Outrage in India over first Delhi gang-rape sentence
AFP | Updated: September 02, 2013
(First published on: September 02, 2013 09:12 MYT)
The rape and murder of a 23-year-old student by six attackers on a moving bus last December sparked nationwide protests and led to reforms that mandated longer sentences for adult sex offenders.
Sushma Swaraj, opposition leader in the lower house of parliament, said she would introduce a bill this week to amend the law for juveniles.
"This meagre punishment of just three years does not do justice," Swaraj wrote on Twitter.
"The sentence must commensurate with the gravity of the offence irrespective of the age of the offender," she added.
On Saturday a juvenile court in New Delhi sentenced the only under-age suspect in the gang -- who was 17 at the time of the crime -- to three years in a correctional facility.
This was the maximum sentence under India's law, which treats all under-18s as children and seeks to reform rather than punish them.
"TRAVESTY: December 16 teen rapist 'gets away' with murder," a headline in the tabloid Mail Today read, summing up the mood.
The convicted teen will spend about 28 months in a juvenile detention centre, having already spent about eight months in custody awaiting the verdict.
"He can watch TV, play games while doing time," the Hindustan Times reported, while pointing out that police sources had earlier described the teenager as "the most brutal" of the six attackers.
The Times of India said the gang-rape victim had "been denied justice" by the juvenile court.
Subramanian Swamy, a politician from the main opposition Bharatiya Janata Party, told AFP the teenager "should have been executed" and he intended to file an appeal against Saturday's court order.
Swamy has already lodged a petition in the Supreme Court challenging India's juvenile law for not taking the gravity of a crime into account during sentencing.
"It's ridiculous to think you can reform a person who has committed a heinous crime, who has raped and murdered a young woman in such a brutal fashion," he added.
According to the teenager's defence lawyer, his conduct will be observed and the sentence could be reduced for good behaviour.
The juvenile was employed to clean the bus where the attack took place and often slept rough or inside the vehicle, reports say.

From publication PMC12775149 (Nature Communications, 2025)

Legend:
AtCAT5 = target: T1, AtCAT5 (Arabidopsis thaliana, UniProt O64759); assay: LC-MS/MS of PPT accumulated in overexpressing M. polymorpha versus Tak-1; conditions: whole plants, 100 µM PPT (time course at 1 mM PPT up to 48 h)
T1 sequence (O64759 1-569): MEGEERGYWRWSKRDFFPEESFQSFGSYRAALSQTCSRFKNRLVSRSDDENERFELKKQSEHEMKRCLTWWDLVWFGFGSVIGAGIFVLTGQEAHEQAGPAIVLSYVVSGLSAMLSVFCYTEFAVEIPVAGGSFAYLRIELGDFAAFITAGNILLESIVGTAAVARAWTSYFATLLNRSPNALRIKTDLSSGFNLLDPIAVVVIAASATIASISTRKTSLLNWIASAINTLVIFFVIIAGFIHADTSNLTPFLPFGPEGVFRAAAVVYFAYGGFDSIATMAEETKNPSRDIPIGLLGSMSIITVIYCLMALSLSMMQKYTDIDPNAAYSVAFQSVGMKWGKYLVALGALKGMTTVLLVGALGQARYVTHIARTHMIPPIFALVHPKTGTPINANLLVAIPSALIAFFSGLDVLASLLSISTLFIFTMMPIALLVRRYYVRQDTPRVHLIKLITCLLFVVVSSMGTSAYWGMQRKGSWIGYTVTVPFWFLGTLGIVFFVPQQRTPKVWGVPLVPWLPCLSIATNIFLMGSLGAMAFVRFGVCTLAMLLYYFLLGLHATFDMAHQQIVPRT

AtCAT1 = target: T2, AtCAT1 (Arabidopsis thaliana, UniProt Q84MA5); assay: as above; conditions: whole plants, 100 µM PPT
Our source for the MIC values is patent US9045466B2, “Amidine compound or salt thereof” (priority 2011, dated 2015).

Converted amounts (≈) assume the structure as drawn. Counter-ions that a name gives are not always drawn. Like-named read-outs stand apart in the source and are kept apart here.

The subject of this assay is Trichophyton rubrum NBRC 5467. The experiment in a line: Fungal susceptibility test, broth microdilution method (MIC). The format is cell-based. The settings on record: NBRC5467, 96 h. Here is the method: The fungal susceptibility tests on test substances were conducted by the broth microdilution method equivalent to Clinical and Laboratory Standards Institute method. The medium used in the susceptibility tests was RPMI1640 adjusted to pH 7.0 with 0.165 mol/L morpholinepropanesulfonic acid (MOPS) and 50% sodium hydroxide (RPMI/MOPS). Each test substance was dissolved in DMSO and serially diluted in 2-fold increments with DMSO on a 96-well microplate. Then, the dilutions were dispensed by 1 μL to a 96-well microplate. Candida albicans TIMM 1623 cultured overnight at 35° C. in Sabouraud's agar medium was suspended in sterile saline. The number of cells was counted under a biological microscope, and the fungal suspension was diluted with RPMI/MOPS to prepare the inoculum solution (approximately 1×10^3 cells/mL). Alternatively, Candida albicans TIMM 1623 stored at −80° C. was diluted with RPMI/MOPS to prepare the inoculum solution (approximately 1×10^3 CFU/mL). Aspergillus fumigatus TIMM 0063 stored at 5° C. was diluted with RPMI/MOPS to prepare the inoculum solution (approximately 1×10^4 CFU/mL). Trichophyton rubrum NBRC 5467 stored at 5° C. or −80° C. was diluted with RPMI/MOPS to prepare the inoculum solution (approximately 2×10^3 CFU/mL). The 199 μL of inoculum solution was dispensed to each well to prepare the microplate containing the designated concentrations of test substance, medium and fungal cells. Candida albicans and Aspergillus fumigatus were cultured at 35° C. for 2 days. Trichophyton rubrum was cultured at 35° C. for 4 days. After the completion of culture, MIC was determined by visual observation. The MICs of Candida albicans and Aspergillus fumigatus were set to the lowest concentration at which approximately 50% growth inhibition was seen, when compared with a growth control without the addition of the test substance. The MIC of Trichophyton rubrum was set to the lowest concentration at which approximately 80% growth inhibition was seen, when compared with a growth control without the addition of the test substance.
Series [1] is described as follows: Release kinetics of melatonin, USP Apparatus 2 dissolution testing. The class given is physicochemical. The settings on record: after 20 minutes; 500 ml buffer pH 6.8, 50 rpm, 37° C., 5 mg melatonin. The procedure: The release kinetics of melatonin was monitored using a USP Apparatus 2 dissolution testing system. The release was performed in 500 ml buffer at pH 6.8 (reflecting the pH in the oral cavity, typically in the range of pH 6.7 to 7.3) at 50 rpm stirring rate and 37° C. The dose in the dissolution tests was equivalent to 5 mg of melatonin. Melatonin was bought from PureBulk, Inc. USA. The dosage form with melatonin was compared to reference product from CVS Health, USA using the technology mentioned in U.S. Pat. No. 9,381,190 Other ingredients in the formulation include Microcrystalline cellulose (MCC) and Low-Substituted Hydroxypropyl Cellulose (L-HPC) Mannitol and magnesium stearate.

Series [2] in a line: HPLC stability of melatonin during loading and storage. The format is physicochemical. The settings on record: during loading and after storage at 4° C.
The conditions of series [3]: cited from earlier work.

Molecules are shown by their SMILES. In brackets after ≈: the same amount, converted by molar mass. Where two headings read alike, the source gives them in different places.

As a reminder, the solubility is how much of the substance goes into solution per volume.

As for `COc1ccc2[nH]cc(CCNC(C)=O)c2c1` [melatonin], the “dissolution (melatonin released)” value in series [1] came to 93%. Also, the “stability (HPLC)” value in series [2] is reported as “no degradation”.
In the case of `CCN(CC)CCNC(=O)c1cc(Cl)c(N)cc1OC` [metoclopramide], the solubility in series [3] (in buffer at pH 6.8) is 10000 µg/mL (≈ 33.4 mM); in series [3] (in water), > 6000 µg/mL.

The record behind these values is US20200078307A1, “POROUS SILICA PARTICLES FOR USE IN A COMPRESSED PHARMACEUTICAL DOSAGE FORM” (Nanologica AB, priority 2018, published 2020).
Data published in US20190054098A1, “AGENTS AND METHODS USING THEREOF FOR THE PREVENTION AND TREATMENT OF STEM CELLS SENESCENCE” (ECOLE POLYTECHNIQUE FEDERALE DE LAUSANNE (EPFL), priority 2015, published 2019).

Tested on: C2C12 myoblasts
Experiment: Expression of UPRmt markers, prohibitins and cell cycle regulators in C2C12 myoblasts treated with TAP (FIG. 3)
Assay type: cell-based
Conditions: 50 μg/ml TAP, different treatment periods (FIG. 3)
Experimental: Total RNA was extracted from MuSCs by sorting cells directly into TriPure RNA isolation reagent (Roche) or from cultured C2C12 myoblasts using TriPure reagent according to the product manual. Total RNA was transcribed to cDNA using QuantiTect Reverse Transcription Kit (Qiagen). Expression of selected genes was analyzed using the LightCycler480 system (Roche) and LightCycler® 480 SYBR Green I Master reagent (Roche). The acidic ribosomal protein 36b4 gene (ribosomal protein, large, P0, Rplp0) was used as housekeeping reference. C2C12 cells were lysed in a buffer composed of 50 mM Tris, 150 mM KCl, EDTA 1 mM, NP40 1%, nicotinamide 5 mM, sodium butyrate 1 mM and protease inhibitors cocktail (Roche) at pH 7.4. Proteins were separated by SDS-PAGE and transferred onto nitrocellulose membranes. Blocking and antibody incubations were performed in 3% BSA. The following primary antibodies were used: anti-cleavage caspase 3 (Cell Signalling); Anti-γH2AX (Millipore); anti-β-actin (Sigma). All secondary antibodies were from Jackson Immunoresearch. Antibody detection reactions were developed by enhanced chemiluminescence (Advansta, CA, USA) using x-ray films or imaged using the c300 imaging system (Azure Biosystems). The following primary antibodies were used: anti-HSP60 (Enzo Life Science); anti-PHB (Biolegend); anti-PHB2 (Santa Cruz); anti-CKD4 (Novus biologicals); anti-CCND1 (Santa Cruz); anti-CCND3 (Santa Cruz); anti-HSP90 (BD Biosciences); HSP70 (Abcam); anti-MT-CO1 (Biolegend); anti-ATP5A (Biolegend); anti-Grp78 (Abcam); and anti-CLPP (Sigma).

A child rights activist who knows him said he grew up poor in a village in the northern state of Uttar Pradesh and moved to Delhi on his own at the age of 11 when he began a string of menial jobs.
"He changed jobs all the time, desperate to earn more and send money to his family," the activist told AFP on condition of anonymity.
The attack on the young woman brought simmering anger about endemic sex crime in India to the boil, and turned her attackers into public hate figures.
But despite soul-searching and a new law toughening sentences for rapists, sex crimes have continued unabated, with almost every day bringing news of a new grave offence.
News emerged Saturday evening of another attack in the Noida suburb of the capital, where a woman was allegedly gang-raped by five attackers including two police constables.
The Press Trust of India said the 25-year-old victim was attacked while visiting a male friend, who was also assaulted by the gang of five.
Last month a 22-year-old photographer was gang-raped in Mumbai while taking pictures at an abandoned mill in a posh part of the commercial capital.
Protestors outside the juvenile court Saturday and the victim's family called for the teenager to be hanged.
The victim, a physiotherapy student, died of internal injuries two weeks after being raped and assaulted with an iron bar on the night of December 16.
Her male companion was beaten up before both were thrown bleeding from the bus.
A separate trial of the four adult suspects in a fast-track court is hearing closing arguments and is expected to wrap up in the next few weeks, with the men facing a possible death sentence if convicted.
The fifth adult, the suspected ringleader, died in jail in an apparent suicide.
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